Intuitive Eating

Allyson Joy1052 views

How many times have you or has someone you know jumped on the band wagon of the latest diet craze? And how many times have these diets failed to keep their promise for quick weight loss, a faster metabolism, or better health? The majority of diets today are unsustainable and difficult to follow. This leads to fluctuations in body weight, psychological changes, and often a sense hopelessness.

What if instead of dieting we tried to actually listen to our bodies? The Journal of the Academy of Nutrition and Dietetics recently published a review of 20 studies that examined the outcomes of eating by internal cues. Intuitive eating focuses on a health-centered approach, meaning that physical and psychological wellness is the ultimate focus compared to weight loss being the primary goal. Below are key principles to successful intuitive eating.

  • Unconditional permission to eat. At first glance this may seem counterproductive. With diet rules being eliminated, almost all participants in these studies actually lost or maintained weight. Remember, the goal is to listen to hunger cues not to restrict calories. Diets should be rich in fruits and vegetables, whole grains, and lean protein. If you are following a balanced diet and your body is saying you are hungry, you probably are.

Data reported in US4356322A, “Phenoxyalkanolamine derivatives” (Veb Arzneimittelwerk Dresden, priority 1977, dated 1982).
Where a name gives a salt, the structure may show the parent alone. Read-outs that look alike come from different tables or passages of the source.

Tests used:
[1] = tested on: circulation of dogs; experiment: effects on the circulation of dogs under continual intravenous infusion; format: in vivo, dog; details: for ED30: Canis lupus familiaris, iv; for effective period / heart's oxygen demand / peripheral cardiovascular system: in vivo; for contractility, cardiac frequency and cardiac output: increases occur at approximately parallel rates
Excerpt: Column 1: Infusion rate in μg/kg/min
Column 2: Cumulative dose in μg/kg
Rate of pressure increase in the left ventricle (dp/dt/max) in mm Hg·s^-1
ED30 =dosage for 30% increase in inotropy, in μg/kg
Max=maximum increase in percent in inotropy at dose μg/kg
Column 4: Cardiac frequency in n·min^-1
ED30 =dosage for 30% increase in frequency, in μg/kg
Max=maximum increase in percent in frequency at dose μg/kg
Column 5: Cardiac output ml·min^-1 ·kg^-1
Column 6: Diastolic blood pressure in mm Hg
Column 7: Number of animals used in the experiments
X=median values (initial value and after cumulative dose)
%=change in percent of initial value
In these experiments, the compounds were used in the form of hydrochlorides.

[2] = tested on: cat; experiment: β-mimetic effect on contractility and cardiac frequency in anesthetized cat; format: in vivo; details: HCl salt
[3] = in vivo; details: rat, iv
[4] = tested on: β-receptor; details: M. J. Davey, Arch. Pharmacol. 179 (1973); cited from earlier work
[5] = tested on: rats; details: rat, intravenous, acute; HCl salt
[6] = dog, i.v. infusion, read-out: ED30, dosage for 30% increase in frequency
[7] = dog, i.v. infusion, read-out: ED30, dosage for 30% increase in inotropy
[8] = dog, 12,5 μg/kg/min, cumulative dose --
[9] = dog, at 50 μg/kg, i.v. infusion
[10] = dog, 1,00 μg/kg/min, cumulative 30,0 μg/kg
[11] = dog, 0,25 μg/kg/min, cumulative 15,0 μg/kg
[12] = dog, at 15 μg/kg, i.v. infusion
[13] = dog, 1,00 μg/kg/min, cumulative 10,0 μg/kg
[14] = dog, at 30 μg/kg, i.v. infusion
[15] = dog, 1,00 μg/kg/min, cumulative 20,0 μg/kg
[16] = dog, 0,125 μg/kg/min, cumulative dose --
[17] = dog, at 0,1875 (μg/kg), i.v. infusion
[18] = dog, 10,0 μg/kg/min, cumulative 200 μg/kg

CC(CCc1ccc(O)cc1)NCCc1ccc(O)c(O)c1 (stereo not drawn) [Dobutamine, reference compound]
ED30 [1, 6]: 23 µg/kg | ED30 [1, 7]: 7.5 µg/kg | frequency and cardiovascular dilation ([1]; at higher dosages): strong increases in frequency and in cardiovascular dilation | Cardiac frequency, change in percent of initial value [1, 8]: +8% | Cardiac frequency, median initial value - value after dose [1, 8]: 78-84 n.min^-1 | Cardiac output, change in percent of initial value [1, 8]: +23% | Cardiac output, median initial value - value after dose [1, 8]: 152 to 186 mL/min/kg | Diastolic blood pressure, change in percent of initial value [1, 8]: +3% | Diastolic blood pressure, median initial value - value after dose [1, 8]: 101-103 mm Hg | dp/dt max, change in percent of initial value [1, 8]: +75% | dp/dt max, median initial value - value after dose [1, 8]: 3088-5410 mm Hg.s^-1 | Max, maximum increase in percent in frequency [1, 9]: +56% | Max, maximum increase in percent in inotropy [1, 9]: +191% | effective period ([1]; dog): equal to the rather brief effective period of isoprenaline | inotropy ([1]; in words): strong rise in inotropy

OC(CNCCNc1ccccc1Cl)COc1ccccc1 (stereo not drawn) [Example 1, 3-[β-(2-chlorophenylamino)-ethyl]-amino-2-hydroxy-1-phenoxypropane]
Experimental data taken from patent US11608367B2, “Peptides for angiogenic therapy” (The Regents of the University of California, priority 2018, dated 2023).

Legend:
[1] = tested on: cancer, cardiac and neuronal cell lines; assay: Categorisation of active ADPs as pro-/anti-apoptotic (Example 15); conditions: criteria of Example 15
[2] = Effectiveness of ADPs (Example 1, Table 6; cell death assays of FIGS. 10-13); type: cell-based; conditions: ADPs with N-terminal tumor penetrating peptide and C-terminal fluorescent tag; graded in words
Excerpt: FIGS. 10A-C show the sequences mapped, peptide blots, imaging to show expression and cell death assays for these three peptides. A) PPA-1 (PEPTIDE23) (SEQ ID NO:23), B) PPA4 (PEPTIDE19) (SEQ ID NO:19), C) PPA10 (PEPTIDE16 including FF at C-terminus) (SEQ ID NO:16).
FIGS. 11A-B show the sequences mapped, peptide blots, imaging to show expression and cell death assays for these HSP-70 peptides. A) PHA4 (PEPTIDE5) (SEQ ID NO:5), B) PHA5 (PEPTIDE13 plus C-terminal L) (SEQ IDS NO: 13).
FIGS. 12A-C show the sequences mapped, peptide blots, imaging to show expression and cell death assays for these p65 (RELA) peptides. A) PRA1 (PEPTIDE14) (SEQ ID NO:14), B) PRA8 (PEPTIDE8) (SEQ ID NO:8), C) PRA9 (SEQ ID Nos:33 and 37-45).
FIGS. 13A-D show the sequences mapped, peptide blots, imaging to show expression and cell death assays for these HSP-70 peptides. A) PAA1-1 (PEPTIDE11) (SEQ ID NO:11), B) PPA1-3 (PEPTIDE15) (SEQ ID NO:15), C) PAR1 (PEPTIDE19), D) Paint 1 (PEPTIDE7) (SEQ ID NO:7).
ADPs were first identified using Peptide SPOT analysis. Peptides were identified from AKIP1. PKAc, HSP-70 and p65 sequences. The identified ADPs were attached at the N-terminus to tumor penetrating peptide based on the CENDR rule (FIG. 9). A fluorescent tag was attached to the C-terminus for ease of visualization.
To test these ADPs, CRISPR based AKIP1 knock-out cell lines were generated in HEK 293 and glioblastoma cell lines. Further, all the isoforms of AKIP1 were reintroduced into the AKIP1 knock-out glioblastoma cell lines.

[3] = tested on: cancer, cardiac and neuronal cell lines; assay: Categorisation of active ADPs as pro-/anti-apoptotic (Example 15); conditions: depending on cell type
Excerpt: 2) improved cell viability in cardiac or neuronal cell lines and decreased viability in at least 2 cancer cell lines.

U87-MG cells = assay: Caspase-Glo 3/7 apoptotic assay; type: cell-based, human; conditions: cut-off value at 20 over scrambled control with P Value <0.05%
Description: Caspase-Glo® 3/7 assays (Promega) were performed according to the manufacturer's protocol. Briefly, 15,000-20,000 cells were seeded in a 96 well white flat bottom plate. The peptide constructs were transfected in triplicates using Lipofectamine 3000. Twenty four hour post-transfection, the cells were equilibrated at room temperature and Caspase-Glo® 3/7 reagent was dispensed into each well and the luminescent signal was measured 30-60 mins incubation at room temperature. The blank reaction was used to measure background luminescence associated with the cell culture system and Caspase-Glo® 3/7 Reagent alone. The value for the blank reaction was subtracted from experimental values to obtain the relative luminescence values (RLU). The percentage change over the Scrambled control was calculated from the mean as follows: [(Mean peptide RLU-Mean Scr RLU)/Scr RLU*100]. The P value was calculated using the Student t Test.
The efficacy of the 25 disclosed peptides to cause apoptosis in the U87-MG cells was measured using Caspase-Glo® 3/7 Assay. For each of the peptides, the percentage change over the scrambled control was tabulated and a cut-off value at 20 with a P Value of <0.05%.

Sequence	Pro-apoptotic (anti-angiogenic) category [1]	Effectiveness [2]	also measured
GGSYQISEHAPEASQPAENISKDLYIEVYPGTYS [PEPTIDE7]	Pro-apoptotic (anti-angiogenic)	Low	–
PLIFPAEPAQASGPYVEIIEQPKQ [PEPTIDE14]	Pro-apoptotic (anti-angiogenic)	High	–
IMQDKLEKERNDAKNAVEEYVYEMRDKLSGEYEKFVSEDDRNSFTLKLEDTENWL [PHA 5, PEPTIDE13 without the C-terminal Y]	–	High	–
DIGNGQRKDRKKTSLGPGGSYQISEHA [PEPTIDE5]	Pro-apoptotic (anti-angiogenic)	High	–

• Respect of your body. Body dissatisfaction may lead to disordered eating and can make eating intuitively very difficult. In non-diet participants, self-esteem and self-acceptance increased while depressive symptoms decreased. Accepting and appreciating your body type is a crucial component of overall health. Every body is different-and that is a good thing! We only get one body-make an effort to learn to be comfortable in your own genes.
  • Mindful eating. How many times have you sat down to eat and watch a TV show only to realize an hour has flown by as well as the bag of chips? Mindful eating is simply being aware of what you are eating and how your body feels about eating that food. This principle will take practice but may improve your physical and psychological health. We are all busy and sitting down to eat a meal may be a challenge. But the investment is worth it.
  • Relaxation and Spirituality. Those who were able to manage stress effectively were more capable of eating intuitively. In addition, participants who had a high “spiritual readiness” and therefore purpose scored higher on body satisfaction scores. Find activities that help you relax and engage spiritually, and do them regularly.

Your challenge is to choose one healthful principle this month that you can apply to your life. Shifting the focus from the scale to awareness is not always easy. Anything worth having is worth striving for-an intuitive approach to eating included!

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